Memoirs of Benjamin Franklin; Written by Himself. [Vol. 2 of 2] With his Most Interesting Essays, Letters, and Miscellaneous Writings; Familiar, Moral, Political, Economical, and Philosophical, Selected with Care from All His Published Productions, and Comprising Whatever Is Most Entertaining and Valuable to the General Reader

By Benjamin Franklin

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in all the learning of the white people. It is one of the
Indian rules of politeness not to answer a public proposition the same
day that it is made; they think it would be treating it as a light
matter, and that they show it respect by taking time to consider it, as
of a matter important. They therefore deferred their answer till the day
following, when their speaker began by expressing their deep sense of
the kindness of the Virginia government in making them that offer; "for
we know," says he, "that you highly esteem the kind of learning taught
in those colleges, and that the maintenance of our young men, while with
you, would be very expensive to you. We are convinced, therefore, that
you mean to do us good by your proposal; and we thank you heartily. But
you, who are wise, must know that different nations have different
conceptions of things; and you will therefore not take it amiss if our
ideas of this kind of education happen not to be the same with yours. We
have had some experience of it: several of our young people were
formerly brought up at the colleges of the northern provinces; they were
instructed in all your sciences; but when they came back to us, they
were bad runners, ignorant of every means of living in the woods, unable
to bear either cold or hunger, knew neither how to build a cabin, take a
deer, nor kill an enemy, spoke our language imperfectly, were therefore
neither fit for hunters, warriors, nor counsellors; they were totally
good for nothing. We are, however, not the less obliged by your kind
offer, though we decline accepting it; and, to show our grateful sense
of it, if the gentlemen of Virginia will send us a dozen of their sons,
we will take great care of their education, instruct them in all we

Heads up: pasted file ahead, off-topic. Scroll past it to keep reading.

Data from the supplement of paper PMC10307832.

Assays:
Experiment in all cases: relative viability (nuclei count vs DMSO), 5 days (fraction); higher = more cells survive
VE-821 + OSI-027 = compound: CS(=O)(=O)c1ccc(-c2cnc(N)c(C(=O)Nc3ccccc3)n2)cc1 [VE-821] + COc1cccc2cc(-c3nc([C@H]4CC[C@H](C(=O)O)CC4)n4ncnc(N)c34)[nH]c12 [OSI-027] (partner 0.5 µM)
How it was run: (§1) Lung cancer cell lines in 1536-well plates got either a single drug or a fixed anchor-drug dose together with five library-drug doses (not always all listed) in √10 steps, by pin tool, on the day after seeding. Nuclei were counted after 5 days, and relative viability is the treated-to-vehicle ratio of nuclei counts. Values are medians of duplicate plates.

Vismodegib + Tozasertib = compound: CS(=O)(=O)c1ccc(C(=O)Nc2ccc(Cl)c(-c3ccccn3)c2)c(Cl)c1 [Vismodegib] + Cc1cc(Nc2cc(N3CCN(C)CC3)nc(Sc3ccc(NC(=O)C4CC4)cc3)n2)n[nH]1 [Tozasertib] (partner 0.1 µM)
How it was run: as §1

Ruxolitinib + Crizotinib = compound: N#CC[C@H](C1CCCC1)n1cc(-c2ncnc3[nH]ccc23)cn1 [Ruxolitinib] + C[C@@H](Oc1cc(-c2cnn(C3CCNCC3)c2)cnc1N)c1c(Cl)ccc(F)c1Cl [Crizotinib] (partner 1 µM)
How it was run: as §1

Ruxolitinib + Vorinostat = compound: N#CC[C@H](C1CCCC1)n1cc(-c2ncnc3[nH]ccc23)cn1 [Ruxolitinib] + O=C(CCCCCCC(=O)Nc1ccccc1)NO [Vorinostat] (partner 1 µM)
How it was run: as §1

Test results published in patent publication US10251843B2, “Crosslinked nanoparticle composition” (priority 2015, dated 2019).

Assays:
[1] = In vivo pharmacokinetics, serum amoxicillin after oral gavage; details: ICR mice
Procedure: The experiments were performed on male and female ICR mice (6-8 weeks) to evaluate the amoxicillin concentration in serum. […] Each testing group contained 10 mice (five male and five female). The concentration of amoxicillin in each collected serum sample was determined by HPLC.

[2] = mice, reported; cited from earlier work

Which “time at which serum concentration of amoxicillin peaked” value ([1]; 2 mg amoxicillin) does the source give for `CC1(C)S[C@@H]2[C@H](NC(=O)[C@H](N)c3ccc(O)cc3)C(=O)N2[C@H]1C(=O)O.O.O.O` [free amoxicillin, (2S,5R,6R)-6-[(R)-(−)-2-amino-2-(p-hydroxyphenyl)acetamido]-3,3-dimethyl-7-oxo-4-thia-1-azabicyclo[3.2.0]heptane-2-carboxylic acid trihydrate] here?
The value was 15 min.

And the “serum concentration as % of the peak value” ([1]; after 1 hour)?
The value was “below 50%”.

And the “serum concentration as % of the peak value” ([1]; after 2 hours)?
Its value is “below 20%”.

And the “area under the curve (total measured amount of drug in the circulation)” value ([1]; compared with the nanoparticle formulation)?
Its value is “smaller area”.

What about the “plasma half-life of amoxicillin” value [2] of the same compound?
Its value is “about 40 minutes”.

know, and make _men_ of them."

Having frequent occasions to hold public councils, they have acquired
great order and decency in conducting them. The old men sit in the
foremost ranks, the warriors in the next, and the women and children in
the hindmost. The business of the women is to take exact notice of what
passes, imprint it in their memories, for they have no writing, and
communicate it to their children. They are the records of the council,
and they preserve the tradition of the stipulations in treaties a
hundred years back; which, when we compare with our writings, we always
find exact. He that would speak, rises. The rest observe a

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Text Comparison with Experiments and Observations on Electricity Made at Philadelphia in America

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--If you present the point in the dark, you will see, sometimes at a foot distance, and more, a light gather upon it like that of a fire-fly or glow-worm; the less sharp the point, the nearer you must bring it to observe the light; and at whatever distance you see the light, you may draw off the electrical fire, and destroy the repellency.
Page 8
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To take the charg'd phial safely by the hook, and not at the same time diminish its force, it must first be set down on an electric _per se_.
Page 12
Place two phials equally charged on a table at five or six inches distance.
Page 13
When a bottle is charged in the common way, its _inside_ and _outside_ surfaces stand ready, the one to give fire by the hook, the other to receive it by the coating; the one is full, and ready to throw out, the other empty and extremely hungry; yet as the first will not _give out_, unless the other can at the same instant _receive in_; so neither will the latter receive in, unless the first can at the same instant give out.
Page 16
With thin paste or gum-water, fix the border that is cut off on the inside of the glass, pressing it smooth and close; then fill up the vacancy by gilding the glass well with leaf gold or brass.
Page 20
There is one experiment more which surprizes us, and is not hitherto satisfactorily accounted for; it is this.
Page 24
If much loaded, the electrical fire is at once taken from the whole cloud; and, in leaving it, flashes brightly and cracks loudly; the particles instantly coalescing for want of that fire, and falling in a heavy shower.
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If the source of lightning, assigned in this paper, be the true one, there should be little thunder heard at sea far from land.
Page 34
But the force with which the electrified body retains its atmosphere by attracting it, is proportioned to the surface over which the particles are placed; i.
Page 36
If a tube of only 10 feet long will strike and discharge its fire on the punch at two or three inches distance, an electrified cloud of perhaps 10,000 acres, may strike and discharge on the earth at a proportionably greater distance.
Page 39
These pieces I send you, were stain'd with _Dutch_ gold.
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And this can only be done in glass that is thin; beyond a certain thickness we have yet no power that can make this change.
Page 48
Another chain was fix'd to the prime conductor, and held in the hand of a person to be electrised.
Page 50
But if the fire, with which the inside surface is surcharged, be so much precisely as is wanted by the outside surface, it will pass round through the wire fixed to the wax handle, restore the equilibrium in the glass, and make no alteration in the state of the prime conductor.
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